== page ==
Documentary filmmaker Vin Tabone has completed Part 2 of the PBS series, “The Hudson River School." "The Hudson River School: Part 2 - Cultivating a Tradition” was made available to all 360 PBS-member stations on Sept. 28th. “The Hudson River School: Artistic Pioneers (Part 1)” was released in 2015 and the series is available on Amazon Prime and shoppbs.org.
Part 2 focuses on artists such as John Kensett, Sanford Gifford, Fitz Henry Lane, Martin Johnson Heade, and other members of the second generation of artists and their brilliant work, and features in-depth interviews with renowned scholars John Wilmerding, Dr. John Driscoll, Kevin Avery, Elizabeth Jacks (The Thomas Cole National Historic Site), Louis Salerno (Questroyal Fine Art), William Coleman (Newark Museum/The Olana Partnership), Anthony Speiser (The Newington-Cropsey Foundation) and Thomas Colville (Thomas Colville Fine Art).
Part 2 beautifully illustrates how by mid-19th century members of the Hudson River School would come to create a style “distinctively all their own.” According to Mr. Tabone, "The first generation of Cole and Durand would give way to a second generation who would expand their palette with a sophisticated technique that was reflective, atmospheric and immersed in light. This artistic innovation was later known as, 'The Luminist Movement.' Part 2 tells the story of these artists who became the greatest landscape painters in the world."
Tabone, who also wrote and directed the PBS series, grew up on the banks of the Hudson River in Stony Point, New York. He said he “came to love the magnificence and beauty of the river and the Hudson River Valley,” noting both had "a profound affect on him,” and that "many of The Hudson River School painters were an integral part of the intellectual fabric of New York City’s creative community of artists, sculptors, writers and poets of the 1800s. Their works are featured in many museums including, The Metropolitan Museum of Art in New York, The Museum of Fine Arts in Boston, and even The Louvre in Paris."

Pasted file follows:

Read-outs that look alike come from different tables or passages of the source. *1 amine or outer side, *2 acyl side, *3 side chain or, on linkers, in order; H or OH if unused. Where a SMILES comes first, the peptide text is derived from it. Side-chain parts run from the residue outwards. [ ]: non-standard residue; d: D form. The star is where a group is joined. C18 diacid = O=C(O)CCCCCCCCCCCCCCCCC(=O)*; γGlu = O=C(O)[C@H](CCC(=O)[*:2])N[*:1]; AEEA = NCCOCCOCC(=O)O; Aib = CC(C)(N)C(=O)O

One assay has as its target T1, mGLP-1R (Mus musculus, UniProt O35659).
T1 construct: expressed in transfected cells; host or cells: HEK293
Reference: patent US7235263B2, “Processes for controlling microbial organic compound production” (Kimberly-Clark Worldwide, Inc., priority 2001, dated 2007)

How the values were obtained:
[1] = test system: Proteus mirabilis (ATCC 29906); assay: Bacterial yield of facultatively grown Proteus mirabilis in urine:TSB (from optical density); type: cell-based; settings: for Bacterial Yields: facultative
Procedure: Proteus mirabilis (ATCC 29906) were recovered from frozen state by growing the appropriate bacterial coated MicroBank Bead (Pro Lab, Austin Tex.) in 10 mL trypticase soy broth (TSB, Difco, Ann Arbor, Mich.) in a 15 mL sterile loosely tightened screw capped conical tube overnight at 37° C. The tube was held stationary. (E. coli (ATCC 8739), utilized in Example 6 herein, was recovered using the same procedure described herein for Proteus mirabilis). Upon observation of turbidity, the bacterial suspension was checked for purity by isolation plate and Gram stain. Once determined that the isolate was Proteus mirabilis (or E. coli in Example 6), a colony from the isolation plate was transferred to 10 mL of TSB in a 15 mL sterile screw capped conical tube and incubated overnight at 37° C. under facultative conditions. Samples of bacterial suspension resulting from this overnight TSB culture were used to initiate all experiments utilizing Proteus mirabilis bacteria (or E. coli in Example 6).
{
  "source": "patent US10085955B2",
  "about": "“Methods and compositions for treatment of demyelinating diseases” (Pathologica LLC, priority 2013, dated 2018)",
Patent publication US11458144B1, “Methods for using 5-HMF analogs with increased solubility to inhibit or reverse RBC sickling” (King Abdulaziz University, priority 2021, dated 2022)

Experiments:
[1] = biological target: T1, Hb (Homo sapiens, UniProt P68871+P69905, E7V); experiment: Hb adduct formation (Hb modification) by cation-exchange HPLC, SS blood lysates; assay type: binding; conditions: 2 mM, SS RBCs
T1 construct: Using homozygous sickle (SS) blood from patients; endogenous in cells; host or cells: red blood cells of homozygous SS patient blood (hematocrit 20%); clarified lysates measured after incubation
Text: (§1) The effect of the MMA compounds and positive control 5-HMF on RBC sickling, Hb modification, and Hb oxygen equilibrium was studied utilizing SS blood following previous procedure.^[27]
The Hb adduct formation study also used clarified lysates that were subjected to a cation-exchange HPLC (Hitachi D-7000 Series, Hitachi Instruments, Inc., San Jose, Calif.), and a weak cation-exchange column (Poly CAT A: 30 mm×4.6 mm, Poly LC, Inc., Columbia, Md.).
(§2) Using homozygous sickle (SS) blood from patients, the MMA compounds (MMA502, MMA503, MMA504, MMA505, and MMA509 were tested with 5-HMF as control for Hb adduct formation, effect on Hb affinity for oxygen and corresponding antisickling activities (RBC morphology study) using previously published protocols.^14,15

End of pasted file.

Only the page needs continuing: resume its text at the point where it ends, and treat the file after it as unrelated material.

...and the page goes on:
According to Tabone, a Summit, NJ, resident, “Several artists in this series were local New Jersey residents who were major contributors to the Hudson River School anthology, such as, Worthington Whittredge. Whittredge was a Summit, NJ resident for many years and Whittredge Road in Summit and The Worthington Apartments are named in his honor.”
Asher Durand, considered the leader of the Hudson River School following the death of Thomas Cole, was born in Maplewood, NJ (called Jefferson Village at the time of his birth), and artist George Inness was a resident of Montclair, NJ for many years.
Check your local PBS station for time schedules. The Hudson River School Series is distributed by PBS Distribution (shoppbs.org).